You travel so much, what does “home” mean to you?
It’s definitely my boyfriend, my dog, my friends and family. That’s home to me for sure. It’s such an awesome thing to be a surfer because you have this connected community that doesn’t live in the same place as you, but then when you’re traveling all over the world that family vibe extends. I can be in France and feel at home because I’m with my people. That’s really unique about surfing – it’s a nomadic tribal culture.
Does your boyfriend surf?
He does. He’s not a pro surfer, but he grew up on the beach between Florida and France. His dad surfed in France, his uncle surfed in Florida so he’s a water person. He doesn’t really know the industry side of it, so that’s awesome because we can just share the pure love of surfing together, which is so radical.
Did you meet in the water?
We actually met at a taco truck. I was getting tacos and he weirdly had a sandwich, but that’s where we met. The vibe was there instantly. We went to that taco place again for our anniversary. We fell in love over our mutual adoration for ceviche.
You’re also a photographer, and pursue other creative endeavors. Do you approach surfing in the same headspace as you do these creative fields?
There are different headspaces for surfing and going out and designing wetsuits or shooting photos. But I think the eye that I’ve learned through surfing or the way that I see the world and the inspiration I get from going out into the ocean transfers into my other passions. It’s who I am. I love shooting photos, being conscious of the light. A lot of that came from surfing, paddling out at different times, seeing the sun all backlight and different flares. You see so many sunsets and sunrises as a surfer. It’s little things like that that have always stuck out in my mind.
Do you look at any other photographers as inspiration?
All the time. Herb Ritts, Richard Avedon, David Bailey. But I look at everything for inspiration. Life is inspiration.
You just launched your own wetsuit line, KASSIA. How’s that going?
So good. The website is up and running, and we just launched the em part of the site so people can start to pre book. Select stores will have them as of April 15th. Everything has a very positive vertical trajectory, which is really awesome. And because were only doing limited numbers we can focus on making the best quality, most visually dynamic, technically functional suits we possibly can.
There’s a quote on your website that reads, “Live your dreams or someone else will hire you to build theirs.” Was that sentiment the inspiration for going out on your own after being sponsored by major brands like ROXY?
Yeah, I’ve been with ROXY for a really long time and it was so awesome. It was a lot of fun and I learned a lot, but I had to look for something else, a new chapter. Every fish can only grow so big in a fish tank and then you have to move to another tank to continue to push the limits and grow. It’s awesome that now that I have an opportunity to keep expanding in a different way and take everything I learned from that experience and all those years into a new venture.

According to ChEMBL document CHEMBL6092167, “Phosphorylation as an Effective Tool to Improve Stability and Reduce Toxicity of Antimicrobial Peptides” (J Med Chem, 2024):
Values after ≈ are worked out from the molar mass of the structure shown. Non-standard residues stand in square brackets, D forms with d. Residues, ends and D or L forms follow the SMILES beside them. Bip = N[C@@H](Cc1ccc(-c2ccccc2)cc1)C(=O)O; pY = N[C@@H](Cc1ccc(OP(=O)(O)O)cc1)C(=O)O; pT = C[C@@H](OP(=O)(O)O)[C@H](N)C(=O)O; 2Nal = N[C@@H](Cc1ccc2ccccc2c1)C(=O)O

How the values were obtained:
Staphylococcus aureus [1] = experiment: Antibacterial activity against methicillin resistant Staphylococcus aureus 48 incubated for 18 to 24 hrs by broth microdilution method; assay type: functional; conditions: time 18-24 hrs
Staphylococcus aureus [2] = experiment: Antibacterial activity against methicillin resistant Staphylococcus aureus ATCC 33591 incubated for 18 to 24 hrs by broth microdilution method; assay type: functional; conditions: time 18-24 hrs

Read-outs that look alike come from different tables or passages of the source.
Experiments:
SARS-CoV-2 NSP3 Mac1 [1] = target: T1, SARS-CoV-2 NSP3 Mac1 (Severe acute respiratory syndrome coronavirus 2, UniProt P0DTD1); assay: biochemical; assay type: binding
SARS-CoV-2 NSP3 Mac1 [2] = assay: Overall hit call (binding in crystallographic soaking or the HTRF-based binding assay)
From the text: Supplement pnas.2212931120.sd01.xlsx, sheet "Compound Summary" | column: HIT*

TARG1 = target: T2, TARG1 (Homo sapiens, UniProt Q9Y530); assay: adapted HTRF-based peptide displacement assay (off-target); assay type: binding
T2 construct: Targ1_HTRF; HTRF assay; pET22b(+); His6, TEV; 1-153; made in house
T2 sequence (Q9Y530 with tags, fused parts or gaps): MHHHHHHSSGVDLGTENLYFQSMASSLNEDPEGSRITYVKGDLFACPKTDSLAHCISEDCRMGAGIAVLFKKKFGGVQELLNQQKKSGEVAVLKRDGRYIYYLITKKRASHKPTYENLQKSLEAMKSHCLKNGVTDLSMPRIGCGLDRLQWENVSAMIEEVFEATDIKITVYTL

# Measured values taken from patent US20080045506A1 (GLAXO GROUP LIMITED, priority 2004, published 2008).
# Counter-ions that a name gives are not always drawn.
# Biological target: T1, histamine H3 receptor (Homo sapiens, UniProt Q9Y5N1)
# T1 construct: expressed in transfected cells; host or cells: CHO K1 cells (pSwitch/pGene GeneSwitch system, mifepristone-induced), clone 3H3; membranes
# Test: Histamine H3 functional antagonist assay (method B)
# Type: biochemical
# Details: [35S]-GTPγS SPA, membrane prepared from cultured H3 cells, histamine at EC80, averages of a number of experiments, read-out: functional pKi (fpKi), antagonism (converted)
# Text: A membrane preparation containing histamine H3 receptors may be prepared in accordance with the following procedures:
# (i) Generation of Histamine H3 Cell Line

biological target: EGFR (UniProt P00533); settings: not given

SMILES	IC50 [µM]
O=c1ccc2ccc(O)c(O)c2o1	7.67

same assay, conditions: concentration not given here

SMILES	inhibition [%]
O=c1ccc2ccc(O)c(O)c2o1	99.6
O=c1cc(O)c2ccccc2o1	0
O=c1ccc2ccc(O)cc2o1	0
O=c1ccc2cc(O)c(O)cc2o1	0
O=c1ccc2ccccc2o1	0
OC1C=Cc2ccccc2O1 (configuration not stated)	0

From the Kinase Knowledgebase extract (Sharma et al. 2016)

Are able to flex your creative muscles more?
Yes entirely. When your working for other brands that have their own objectives and vibe you always have to filter yourself a bit to fit into their world. But with this project there is no filter, it’s 100% pure creative flow. I am so stoked on that. And I am very lucky to be working with a good friend and epic creative team, WE ARE REFUGEE, to get things right and tight.
As a respected figure in the sport, do you think creating this line for women might help them get over that point of entry or intimidation some feel when first getting into surfing?
I hope so. It feels like a lot of women are getting into surfing now, not just kids. They are art dealers, models, musicians and they found surfing at a later point in life. It’s such a radical thing to be a part of and see happening. It is an active meditation and a way for people to get release from their daily grind and empower themselves. To make great quality products that I have always dreamed of and bring them to life with KASSIA is truly a dream come true. And I am just so stoked to help every woman have a cozier, more enjoyable surf with all of the products we plan to bring out.
Tell us about your tattoos.
I guess tattoos are just life and little moments along the way that get recorded. I have one in my lip, which is kind of a joke. It says truth, but you can barely see it anymore. Now you can see a T…R…U, so it’s more like “TRU.”
What do you do to prep for a creative project?
Yoga and meditation. They’re like spiritual workouts. That’s so important in life because everything’s so fast all the time and everybody’s so manic with everything we have going on. With technology and communication, everything gets sped up in such a way that at least for me, my mind is hyperactive. Surfing and yoga clear my head so I’m better able to filter the stuff that’s flowing through my mind and be more purposeful and direct.